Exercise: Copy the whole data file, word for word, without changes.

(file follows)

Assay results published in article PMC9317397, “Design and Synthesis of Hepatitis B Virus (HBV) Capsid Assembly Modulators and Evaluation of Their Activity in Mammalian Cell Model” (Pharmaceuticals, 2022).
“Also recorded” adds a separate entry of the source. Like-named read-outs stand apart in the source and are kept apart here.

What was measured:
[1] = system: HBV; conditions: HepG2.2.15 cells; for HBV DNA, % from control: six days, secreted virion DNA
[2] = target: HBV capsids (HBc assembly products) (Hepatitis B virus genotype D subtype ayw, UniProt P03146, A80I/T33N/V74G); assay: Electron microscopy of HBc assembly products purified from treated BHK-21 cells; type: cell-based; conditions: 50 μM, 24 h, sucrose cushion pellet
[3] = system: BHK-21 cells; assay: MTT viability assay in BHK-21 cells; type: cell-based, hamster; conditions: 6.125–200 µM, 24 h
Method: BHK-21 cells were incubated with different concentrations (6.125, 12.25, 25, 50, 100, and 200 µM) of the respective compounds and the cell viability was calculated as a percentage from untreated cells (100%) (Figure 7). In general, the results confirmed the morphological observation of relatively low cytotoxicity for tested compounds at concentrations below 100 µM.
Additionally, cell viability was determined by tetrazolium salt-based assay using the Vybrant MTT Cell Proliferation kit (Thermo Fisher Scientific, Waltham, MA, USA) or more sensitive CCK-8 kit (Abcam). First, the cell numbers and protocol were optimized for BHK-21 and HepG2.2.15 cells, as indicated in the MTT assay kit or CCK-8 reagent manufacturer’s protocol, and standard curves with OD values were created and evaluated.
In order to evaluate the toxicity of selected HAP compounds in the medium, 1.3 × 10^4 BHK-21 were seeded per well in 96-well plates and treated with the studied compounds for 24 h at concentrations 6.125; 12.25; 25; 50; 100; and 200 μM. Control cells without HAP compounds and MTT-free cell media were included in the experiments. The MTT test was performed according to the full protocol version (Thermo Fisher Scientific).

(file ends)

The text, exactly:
Assay results published in article PMC9317397, “Design and Synthesis of Hepatitis B Virus (HBV) Capsid Assembly Modulators and Evaluation of Their Activity in Mammalian Cell Model” (Pharmaceuticals, 2022).
“Also recorded” adds a separate entry of the source. Like-named read-outs stand apart in the source and are kept apart here.

What was measured:
[1] = system: HBV; conditions: HepG2.2.15 cells; for HBV DNA, % from control: six days, secreted virion DNA
[2] = target: HBV capsids (HBc assembly products) (Hepatitis B virus genotype D subtype ayw, UniProt P03146, A80I/T33N/V74G); assay: Electron microscopy of HBc assembly products purified from treated BHK-21 cells; type: cell-based; conditions: 50 μM, 24 h, sucrose cushion pellet
[3] = system: BHK-21 cells; assay: MTT viability assay in BHK-21 cells; type: cell-based, hamster; conditions: 6.125–200 µM, 24 h
Method: BHK-21 cells were incubated with different concentrations (6.125, 12.25, 25, 50, 100, and 200 µM) of the respective compounds and the cell viability was calculated as a percentage from untreated cells (100%) (Figure 7). In general, the results confirmed the morphological observation of relatively low cytotoxicity for tested compounds at concentrations below 100 µM.
Additionally, cell viability was determined by tetrazolium salt-based assay using the Vybrant MTT Cell Proliferation kit (Thermo Fisher Scientific, Waltham, MA, USA) or more sensitive CCK-8 kit (Abcam). First, the cell numbers and protocol were optimized for BHK-21 and HepG2.2.15 cells, as indicated in the MTT assay kit or CCK-8 reagent manufacturer’s protocol, and standard curves with OD values were created and evaluated.
In order to evaluate the toxicity of selected HAP compounds in the medium, 1.3 × 10^4 BHK-21 were seeded per well in 96-well plates and treated with the studied compounds for 24 h at concentrations 6.125; 12.25; 25; 50; 100; and 200 μM. Control cells without HAP compounds and MTT-free cell media were included in the experiments. The MTT test was performed according to the full protocol version (Thermo Fisher Scientific).